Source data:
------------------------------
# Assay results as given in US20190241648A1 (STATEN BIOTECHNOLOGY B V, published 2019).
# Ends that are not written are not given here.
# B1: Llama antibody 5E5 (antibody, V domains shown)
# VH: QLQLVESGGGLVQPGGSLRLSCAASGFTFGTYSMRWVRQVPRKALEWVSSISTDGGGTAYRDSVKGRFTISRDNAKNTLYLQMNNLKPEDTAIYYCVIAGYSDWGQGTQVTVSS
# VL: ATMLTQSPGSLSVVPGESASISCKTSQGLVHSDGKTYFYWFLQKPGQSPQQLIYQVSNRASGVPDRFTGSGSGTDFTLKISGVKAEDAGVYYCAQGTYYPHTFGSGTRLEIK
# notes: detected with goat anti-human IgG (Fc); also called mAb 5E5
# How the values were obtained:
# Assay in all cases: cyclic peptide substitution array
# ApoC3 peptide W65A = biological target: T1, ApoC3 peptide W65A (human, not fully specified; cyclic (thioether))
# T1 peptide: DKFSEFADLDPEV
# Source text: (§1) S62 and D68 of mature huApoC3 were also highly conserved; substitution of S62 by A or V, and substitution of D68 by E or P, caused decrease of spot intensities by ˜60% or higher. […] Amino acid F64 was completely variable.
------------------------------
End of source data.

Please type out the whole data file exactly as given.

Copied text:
# Assay results as given in US20190241648A1 (STATEN BIOTECHNOLOGY B V, published 2019).
# Ends that are not written are not given here.
# B1: Llama antibody 5E5 (antibody, V domains shown)
# VH: QLQLVESGGGLVQPGGSLRLSCAASGFTFGTYSMRWVRQVPRKALEWVSSISTDGGGTAYRDSVKGRFTISRDNAKNTLYLQMNNLKPEDTAIYYCVIAGYSDWGQGTQVTVSS
# VL: ATMLTQSPGSLSVVPGESASISCKTSQGLVHSDGKTYFYWFLQKPGQSPQQLIYQVSNRASGVPDRFTGSGSGTDFTLKISGVKAEDAGVYYCAQGTYYPHTFGSGTRLEIK
# notes: detected with goat anti-human IgG (Fc); also called mAb 5E5
# How the values were obtained:
# Assay in all cases: cyclic peptide substitution array
# ApoC3 peptide W65A = biological target: T1, ApoC3 peptide W65A (human, not fully specified; cyclic (thioether))
# T1 peptide: DKFSEFADLDPEV
# Source text: (§1) S62 and D68 of mature huApoC3 were also highly conserved; substitution of S62 by A or V, and substitution of D68 by E or P, caused decrease of spot intensities by ˜60% or higher. […] Amino acid F64 was completely variable.